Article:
Kedas,

Sorry dude sometimes there are no simple answers and the worst thing you can do is to continue to demand them.

Philosothink,

The human species is not under direct threat from warming. Millions of other species are but we are not. Its more a matter of what kind of world you want to live in and how much economic and political disruption you are willing to tolerate.


Jul 18, 2010
Kedas, are you aware that heat is the number one weather related killer already? And it's just going to get warmer...

Jul 18, 2010
ppnlppnl,

I didn't say make the answers simple, I said make the model simple. if every new bit of data put your model upside down then it is time to start over.
It's like programming if your code is starting to look like a collection of exceptions it is time to start over from scratch with a new design.
And the best most ingenious models or simple ones.

A simple model doesn't mean that the answer is simple they even usually give surprising answers.

Jul 18, 2010
sorry it took me so long to reply Caliban. You can look up critical depth theory and phytoplankton in a lot of places. The photic zone is defined as the part of the ocean from 10 meters depth down to the point where sunlight decreases to about 1% of surface strength. That comes to about 100 meters in most open ocean. The part where the blooms discussed in this article happen is in the top part of the photic zone, and most concentrated near the surface where the phytoplankton get the sunlight for photosynthesis. You can easily look all that up like I had to. Are you really under the impression that water from the bottom of the ocean makes its way to the surface in the time span from fall to spring? Deep ocean water is sometimes called fossile water because it takes millenia for it to resurface. You can look that up too, if you want.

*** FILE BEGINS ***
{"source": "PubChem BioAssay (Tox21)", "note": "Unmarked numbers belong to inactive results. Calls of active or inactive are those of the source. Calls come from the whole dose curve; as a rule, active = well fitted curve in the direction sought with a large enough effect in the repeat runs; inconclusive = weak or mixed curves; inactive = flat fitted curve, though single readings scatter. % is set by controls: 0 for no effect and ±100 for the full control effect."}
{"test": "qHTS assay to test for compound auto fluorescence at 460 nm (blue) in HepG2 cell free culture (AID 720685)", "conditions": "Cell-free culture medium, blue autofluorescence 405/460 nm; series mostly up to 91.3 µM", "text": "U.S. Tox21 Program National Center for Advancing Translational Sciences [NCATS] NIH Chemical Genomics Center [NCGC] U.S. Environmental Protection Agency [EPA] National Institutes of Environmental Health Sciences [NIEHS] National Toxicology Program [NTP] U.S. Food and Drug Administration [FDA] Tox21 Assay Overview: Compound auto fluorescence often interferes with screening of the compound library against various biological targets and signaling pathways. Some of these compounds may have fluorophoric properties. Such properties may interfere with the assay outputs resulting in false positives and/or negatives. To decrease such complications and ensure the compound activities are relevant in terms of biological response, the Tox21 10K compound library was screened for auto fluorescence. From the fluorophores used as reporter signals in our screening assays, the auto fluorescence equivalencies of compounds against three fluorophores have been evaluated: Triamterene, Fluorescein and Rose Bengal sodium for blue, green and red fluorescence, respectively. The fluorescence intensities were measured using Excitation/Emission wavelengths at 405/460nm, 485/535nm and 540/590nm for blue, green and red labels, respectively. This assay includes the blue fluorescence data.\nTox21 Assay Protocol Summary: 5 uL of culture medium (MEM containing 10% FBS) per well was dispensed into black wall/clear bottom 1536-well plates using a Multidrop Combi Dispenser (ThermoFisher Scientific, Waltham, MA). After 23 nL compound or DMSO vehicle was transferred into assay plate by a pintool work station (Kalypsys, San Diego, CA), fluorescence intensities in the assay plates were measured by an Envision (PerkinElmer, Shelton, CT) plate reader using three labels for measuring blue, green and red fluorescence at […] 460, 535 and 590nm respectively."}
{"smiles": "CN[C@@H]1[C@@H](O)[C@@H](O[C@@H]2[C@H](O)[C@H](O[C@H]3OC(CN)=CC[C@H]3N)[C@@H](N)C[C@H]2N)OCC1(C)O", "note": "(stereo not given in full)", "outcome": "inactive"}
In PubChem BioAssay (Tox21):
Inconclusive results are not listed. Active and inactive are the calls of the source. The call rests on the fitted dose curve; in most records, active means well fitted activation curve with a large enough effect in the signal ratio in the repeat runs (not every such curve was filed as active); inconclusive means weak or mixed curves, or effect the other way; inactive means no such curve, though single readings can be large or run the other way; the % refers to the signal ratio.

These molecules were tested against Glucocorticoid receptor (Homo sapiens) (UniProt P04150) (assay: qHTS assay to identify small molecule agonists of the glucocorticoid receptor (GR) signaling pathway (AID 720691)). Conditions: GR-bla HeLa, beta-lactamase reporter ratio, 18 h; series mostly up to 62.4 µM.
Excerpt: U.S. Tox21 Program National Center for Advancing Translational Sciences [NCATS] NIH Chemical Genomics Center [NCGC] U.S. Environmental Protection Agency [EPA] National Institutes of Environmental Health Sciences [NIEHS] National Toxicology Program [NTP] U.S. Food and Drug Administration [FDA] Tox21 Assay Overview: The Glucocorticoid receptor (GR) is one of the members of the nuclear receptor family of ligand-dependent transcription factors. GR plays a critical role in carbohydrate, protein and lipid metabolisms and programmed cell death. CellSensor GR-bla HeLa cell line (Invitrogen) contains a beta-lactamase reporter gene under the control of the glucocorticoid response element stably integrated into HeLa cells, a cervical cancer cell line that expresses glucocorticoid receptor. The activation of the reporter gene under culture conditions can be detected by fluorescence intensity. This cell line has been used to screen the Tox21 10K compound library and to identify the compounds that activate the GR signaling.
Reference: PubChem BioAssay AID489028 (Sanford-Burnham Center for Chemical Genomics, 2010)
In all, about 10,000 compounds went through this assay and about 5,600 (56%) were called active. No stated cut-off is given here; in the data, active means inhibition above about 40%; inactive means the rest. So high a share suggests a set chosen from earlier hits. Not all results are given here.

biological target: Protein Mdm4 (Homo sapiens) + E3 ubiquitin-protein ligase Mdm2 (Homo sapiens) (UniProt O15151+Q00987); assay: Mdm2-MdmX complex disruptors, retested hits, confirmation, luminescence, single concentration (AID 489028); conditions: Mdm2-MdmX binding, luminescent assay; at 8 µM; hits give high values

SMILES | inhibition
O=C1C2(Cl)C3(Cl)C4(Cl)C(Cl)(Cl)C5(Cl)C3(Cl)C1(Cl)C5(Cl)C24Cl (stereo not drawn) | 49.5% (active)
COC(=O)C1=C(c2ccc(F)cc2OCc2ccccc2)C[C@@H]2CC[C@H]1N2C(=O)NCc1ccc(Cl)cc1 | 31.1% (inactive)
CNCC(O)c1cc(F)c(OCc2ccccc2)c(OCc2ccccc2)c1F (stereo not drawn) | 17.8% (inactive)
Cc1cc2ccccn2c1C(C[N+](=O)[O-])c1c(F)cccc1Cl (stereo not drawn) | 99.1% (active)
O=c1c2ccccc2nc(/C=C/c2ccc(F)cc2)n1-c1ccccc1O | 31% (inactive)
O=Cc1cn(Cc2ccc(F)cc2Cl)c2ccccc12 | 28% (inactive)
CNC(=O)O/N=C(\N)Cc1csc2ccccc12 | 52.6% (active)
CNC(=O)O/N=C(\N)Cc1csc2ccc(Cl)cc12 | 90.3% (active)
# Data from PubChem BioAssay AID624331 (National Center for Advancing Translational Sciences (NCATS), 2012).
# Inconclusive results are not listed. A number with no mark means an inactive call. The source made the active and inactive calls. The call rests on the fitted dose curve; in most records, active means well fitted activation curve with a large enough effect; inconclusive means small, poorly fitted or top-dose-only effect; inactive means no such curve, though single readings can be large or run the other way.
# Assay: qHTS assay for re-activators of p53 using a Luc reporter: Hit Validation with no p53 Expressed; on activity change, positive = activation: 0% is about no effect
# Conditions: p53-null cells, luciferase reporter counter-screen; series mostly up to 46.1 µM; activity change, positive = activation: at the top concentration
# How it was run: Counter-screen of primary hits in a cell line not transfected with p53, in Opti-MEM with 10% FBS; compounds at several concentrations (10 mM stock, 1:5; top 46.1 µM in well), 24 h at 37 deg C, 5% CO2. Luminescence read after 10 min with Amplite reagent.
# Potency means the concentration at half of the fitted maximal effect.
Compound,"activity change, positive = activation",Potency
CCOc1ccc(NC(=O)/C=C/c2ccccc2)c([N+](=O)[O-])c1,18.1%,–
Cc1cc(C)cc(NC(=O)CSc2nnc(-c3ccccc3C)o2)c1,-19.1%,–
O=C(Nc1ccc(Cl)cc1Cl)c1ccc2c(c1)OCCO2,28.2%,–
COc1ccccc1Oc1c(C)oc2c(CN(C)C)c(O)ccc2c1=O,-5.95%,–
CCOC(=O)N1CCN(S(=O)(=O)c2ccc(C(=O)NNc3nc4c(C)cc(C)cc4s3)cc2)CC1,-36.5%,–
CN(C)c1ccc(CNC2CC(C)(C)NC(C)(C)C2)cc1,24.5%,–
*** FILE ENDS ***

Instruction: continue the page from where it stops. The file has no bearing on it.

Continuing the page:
Phytoplankton are plants. They don't do well in the near total darkness below 100 meters.

Jul 24, 2010
OMG! It's worse than they thought!!!

Another pile of steaming BS from the brothers at AGW Central.

Anyway what's the big deal, there won't be any fish in the Oceans in ten years anyway, let alone warming rising water, acidic water, no plankton and whatever else they're selling this week!

Jul 25, 2010
Phytoplankton are plants. They don't do well in the near total darkness below 100 meters.


@G
Yeah, I'm well aware that mixing occurs PRIMARILY in the photic zone, but that is not, by any means the ONLY layer of mixing.
The seafloor topography of the N. Atlantic, NW Pacific, and Antarctic is quite variable and complex, and you may be assured that Mixing DOES occur from depth to surface, at various places, various times, and under various circumstances. Most of the mixing occurs in the coastal upwelling zones -but not all. My point was that the system is more complex than you depicted it.